It would be easy to chalk this up to lack of loyalty, work ethic, or some other character flaw, and many loud voices out there have done just that. It’s worth noting that capital and big business have spent decades outsourcing, automating, and keeping wages flat despite unprecedented growth in productivity by the average worker. Then the pandemic happened, with its lockdowns, school closures, and generalized fear and uncertainty. Rather than blame workers for being burnt out and frustrated by these systemic realities, businesses would be much better served by acknowledging that we are now in a fundamentally different business and social environment. Many of our assumptions about management are based on outdated paradigms from a more hierarchical era. It’s time to begin building new ones that are a fit for a 21st Century labor market.


So how does your business avoid being impacted by The Great Resignation? First, to counteract burnout it is important to consciously normalize a culture of wellbeing around work. Acknowledge that your team members are human beings outside of their role, allow for greater flexibility to attend to family, health, and personal needs, and trust them to still do their work. When people feel trusted and respected, it builds a sense of mutual obligation and camaraderie, while providing greater peace of mind for everyone involved.


Don’t be afraid to experiment with different work structures either. There have been very promising studies around 4-day work weeks and other innovative models. The emerging consensus is that businesses are best served by adopting an orientation towards tasks rather than time. This requires more upfront direction and prioritization from managers, but your people will be more efficient and productive in the end. As one participant in a recent  Icelandic study around a shorter work week said: “I think because people think that [a shorter week] is a very positive thing, everyone is trying hard to keep this up…..We are also urged by our bosses to take advantage of our day and take the time off.”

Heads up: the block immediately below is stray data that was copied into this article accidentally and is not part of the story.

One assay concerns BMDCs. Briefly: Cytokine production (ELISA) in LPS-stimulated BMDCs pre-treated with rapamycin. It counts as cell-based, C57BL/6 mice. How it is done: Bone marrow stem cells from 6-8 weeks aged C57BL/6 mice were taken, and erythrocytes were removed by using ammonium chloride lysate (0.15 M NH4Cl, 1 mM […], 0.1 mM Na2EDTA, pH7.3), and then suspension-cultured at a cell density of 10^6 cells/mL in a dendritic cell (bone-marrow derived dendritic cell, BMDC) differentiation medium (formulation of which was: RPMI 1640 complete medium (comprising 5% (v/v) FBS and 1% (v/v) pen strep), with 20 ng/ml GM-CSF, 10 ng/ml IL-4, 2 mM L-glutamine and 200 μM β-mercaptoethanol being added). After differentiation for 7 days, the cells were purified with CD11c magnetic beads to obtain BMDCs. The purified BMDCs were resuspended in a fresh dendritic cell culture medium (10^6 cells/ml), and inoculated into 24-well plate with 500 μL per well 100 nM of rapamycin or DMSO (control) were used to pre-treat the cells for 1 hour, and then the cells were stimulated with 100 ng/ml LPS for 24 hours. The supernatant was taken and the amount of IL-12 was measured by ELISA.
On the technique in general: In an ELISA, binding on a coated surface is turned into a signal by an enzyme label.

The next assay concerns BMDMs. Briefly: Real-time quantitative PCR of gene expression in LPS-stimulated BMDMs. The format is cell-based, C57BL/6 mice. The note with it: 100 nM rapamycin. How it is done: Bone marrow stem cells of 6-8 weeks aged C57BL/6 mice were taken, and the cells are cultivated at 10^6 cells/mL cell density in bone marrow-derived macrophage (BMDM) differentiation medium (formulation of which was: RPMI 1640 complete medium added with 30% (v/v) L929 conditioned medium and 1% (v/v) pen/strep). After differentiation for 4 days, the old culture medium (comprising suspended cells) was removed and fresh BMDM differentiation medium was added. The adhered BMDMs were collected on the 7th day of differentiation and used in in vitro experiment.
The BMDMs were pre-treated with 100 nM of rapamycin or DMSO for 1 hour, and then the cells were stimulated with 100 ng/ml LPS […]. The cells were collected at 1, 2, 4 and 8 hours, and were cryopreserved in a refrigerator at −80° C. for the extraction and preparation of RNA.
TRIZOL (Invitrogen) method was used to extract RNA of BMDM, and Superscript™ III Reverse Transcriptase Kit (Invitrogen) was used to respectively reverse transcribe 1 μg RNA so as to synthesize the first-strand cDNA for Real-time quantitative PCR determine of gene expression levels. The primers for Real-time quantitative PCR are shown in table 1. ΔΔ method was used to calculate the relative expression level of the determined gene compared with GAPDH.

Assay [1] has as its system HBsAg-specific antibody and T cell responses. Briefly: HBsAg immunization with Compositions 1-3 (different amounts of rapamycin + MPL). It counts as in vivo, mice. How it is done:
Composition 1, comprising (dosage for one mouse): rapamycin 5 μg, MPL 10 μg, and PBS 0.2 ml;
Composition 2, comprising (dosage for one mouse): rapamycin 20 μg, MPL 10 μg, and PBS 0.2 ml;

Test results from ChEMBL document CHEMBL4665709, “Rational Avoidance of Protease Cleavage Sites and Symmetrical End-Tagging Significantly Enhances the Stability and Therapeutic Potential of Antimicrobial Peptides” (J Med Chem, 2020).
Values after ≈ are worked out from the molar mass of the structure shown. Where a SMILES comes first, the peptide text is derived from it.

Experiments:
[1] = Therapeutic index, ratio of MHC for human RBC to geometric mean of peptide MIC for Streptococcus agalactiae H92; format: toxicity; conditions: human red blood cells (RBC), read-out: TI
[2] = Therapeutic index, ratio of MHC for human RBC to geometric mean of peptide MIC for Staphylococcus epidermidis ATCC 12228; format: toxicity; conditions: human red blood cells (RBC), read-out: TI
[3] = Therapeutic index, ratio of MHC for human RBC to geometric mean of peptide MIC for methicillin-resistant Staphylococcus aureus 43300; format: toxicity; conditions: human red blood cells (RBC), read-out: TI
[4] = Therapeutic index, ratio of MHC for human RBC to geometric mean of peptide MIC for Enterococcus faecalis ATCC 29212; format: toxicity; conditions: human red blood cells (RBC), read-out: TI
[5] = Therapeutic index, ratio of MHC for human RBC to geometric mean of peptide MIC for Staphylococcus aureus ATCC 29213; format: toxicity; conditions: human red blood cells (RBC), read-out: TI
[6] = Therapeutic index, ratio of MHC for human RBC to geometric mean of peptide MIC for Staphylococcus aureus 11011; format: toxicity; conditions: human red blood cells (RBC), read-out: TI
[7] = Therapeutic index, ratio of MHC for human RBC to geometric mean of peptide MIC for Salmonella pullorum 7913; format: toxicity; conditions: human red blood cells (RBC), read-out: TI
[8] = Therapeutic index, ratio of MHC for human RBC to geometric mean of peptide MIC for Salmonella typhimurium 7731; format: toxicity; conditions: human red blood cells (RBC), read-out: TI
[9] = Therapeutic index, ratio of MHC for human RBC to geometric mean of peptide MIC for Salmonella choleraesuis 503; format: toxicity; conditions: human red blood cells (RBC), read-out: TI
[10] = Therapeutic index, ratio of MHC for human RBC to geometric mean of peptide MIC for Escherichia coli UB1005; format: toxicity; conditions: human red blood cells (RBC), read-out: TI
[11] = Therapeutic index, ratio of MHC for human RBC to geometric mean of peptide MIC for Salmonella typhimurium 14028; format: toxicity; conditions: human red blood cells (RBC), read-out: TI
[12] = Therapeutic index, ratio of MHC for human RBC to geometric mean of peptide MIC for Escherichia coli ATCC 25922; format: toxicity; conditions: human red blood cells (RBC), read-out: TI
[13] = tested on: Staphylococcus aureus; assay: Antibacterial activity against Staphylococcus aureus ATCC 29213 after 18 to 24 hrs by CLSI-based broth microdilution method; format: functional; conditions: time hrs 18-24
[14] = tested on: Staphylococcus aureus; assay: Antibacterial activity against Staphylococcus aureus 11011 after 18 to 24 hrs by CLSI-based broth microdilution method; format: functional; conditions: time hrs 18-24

Most importantly however, it is essential that businesses listen to employees. A recent study found that the primary driver of resignations can be summed up in 4 words: Feedback that goes unheard. Employees already have skin in the game for the companies they work for. They want to contribute to make it a better place to work, and many are actively trying to help by providing feedback. Too many companies are stuck in an old paradigm where management is disconnected from workers, and making policies in a bubble. High-performers thrive with a high level of engagement – talk to them, listen to them, treat them as partners in generating the future of your company. Flattening the hierarchy and participating in a genuine give-and-take will not only make people feel included, but is an excellent way to leverage the operational and market knowledge they have gained through daily experience with your customers.


Later in the series, we’ll dive deeper into some of the other new paradigms and practices out there but we must start by acknowledging that we are in a new reality, and the old ways just won’t do anymore. We can lament it, get mad about it, and reminisce about the way things used to be. But as business coaches, we would recommend embracing the new reality and all the possibilities it brings. If business leaders get this right over the next few years, the future of work can be more productive, fulfilling, and human-centered for everyone.